The Not Even Sort of Special Four

Fantastic Four wants to make discovery palpable again. It seeks out science, whirls through other dimensions, and plants an American flag on an alternate primordial Earth. People and chimps are projected into new realms and our Earth is altered when super humans appear. Discovery happens when people come together in pursuit of a single goal; as individuals we’re not as capable. That’s Fantastic Four speaking bluntly and with an admiration for human potential.

In some sense, this film is beaming with excitement, but is tonally wrecked by arduous emotional ties. No one developing Fantastic Four appeared to realize they were making a superhero yarn starring a stretchy person, rock monster, invisible psychic, and man on fire. Those tethers of discovery are warped by a near maniacal distrust in government – which leads to the Four working with the government. Weird.

Home studio Fox did not care. Expiring rights were powering Fantastic Four’s development as opposed to an inventive vision. The Four fail to become a full team until 83 minutes of a 92-minute movie. What comes before should be character and origins. That’s sort of what Fantastic Four is doing, casting Miles Teller as glasses-adorning science nerd Reed Richards, lured into a matter transporting program. Personality becomes something he is never allowed to show.

It’s nihilistic and ferocious in a way which dodges any sense of canon for a grisly finish of exploding heads and truncated Earthly mayhem.

Marvel is smart – they’ve disowned this muck. Their dynamic red and white logo doesn’t precede the opening frames. Fantastic Four avoids Marvel’s plucky spirit. Even if the genre’s humor is growing lanky and worn, it has spunk. Fantastic Four is moody, dirty, dour, and miserable. If Guardians of the Galaxy is Marvel beaming with happiness and joy, Fantastic Four is symbolic of their aggravating depression. It’s nihilistic and ferocious in a way which dodges any sense of canon for a grisly finish of exploding heads and truncated Earthly mayhem. Fantastic Four proves incapable of feeling comfortable in its own skin – it wants out, much as with the trite, unfinished narrative arc of the film. The foursome merely want their freedoms through a cure.

Much of this film feels terrified of stepping forward. Fantastic Four appears fond of sitting in a dull, uneventful holding pattern which sucks up any of the potential excitement. A studio-bound editor sat somewhere trying desperately to avoid the inevitable heroic reveal which, when it comes, is not a grandiose celebration of comic book weirdness. Instead, Miles Teller, Kate Mara, Michael B. Jordan, and CG-clad Jamie Bell (finally) stand together in another dimension 80+ minutes in, as far apart from one other emotionally as they were in the beginning.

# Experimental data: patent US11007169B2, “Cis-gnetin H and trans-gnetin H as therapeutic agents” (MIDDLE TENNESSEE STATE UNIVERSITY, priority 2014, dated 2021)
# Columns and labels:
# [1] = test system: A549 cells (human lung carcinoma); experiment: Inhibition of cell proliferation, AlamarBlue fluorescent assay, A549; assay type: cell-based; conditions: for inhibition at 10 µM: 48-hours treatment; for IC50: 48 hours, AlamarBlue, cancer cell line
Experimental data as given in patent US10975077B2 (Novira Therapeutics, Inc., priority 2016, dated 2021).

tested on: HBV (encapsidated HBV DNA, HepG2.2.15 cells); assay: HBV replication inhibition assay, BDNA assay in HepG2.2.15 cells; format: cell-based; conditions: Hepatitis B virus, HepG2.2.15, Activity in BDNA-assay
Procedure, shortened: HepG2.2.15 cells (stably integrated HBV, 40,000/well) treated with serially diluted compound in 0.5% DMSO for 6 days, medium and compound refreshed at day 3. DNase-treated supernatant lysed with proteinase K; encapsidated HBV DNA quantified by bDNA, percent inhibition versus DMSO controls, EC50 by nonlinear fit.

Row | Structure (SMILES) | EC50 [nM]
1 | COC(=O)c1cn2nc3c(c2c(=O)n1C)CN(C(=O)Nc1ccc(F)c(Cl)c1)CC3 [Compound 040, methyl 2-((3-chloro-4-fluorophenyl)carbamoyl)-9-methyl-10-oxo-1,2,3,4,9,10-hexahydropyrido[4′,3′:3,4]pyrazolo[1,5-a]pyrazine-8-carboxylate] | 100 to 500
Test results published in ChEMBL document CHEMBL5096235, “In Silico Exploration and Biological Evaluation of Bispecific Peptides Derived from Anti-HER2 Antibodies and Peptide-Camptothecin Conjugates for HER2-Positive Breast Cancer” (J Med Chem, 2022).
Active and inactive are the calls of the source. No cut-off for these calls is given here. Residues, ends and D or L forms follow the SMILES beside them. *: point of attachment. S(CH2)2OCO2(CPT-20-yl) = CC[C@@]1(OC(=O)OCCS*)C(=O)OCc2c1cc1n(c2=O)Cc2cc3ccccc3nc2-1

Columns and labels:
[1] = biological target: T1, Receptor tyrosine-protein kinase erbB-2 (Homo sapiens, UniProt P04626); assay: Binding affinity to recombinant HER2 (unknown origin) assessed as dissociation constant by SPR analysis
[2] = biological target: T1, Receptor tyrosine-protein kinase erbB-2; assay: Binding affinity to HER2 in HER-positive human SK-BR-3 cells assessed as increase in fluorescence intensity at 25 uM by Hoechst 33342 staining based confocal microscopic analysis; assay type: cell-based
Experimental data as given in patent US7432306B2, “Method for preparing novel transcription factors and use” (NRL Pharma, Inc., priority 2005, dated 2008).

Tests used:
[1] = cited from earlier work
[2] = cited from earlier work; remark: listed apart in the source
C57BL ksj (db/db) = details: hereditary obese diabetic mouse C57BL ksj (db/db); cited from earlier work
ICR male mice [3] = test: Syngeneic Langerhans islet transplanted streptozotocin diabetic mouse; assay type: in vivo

Integral to the Fantastic Four as characters is acceptance – being okay with differences, making the most out of what you are, even if that is “fantastically” unique. Here being different means being confined to rooms or being forced to hide out in a secluded forest until an inter-dimensional madmen opens a black hole. For what they were, the mid-2000 Fantastic Four films made the title heroes superstars. They were loved and appreciated by society at large for their unique qualities. The reboot reviles their existence, treating them like disabled animals in cages to serve an agenda of authoritative paranoia. What a travesty. [xrr rating=2/5 label=Movie]

Great blacks @ 55:43

Great blacks @ 55:43

Cinematographer Matthew Jensen – who paired with director Josh Trank for the exceptional Chronicle – has little to do with this outwardly ugly movie. If Fantastic Four isn’t predictably gawking at CG landscapes, it’s sitting in steel rooms slathered in pale blues. Only a few frames of this movie escape the overwhelming color timing which dull any life in the presentation.

Depth is held by the black levels alone. They’re impressive. Shadows have weight and respect detail. Even with a muted contrast (again, except for a handful of shots), black levels are strengthened enough to give the visual side a bit of power.

Clean digital source material produces no impediment to fine detail. For the most part, facial definition is resolved. An all-digital Thing features some firm rock textures. Note that Kate Mara is smoothed over in a majority of her close-ups. The effect is distracting and creates a notable inconsistency while appearing sexist. [xrr rating=3/5 label=Video]

If there is any reason to partake in this near total disaster of a movie, it’s the audio mix which presents tremendous power from the outset. The LFE is used with spectacular frequency. Reed’s matter transporter creates a wonderful effect as it charges, starting with a low electrical hum and rising to a dominating jolt as it engages.

Without much in the way of action, Fantastic Four needs to rely on a swell of ambiance or channel tracking. A street race will push into each speaker as cars drift between positions. When inside the alternate dimension, eruptions occur throughout the soundfield under the dialog. When they turn prominent to a key scene, explosions fill the stage. Extra surrounds in this 7.1 mix are utilized with awesome frequency. [xrr rating=5/5 label=Audio]

Fox no longer sends screeners, but did take the time to create a separate rental edition on which this review is based. That means there are no bonuses to consider, as if someone would rush out and buy this dud after a weekend viewing for the extras. Fox has clearly become oblivious in their marketing efforts. [xrr rating=0/5 label=Extras]


Click on the images below for full resolution screen captures taken directly from the Blu-ray. Images have not been altered in any way during the process.

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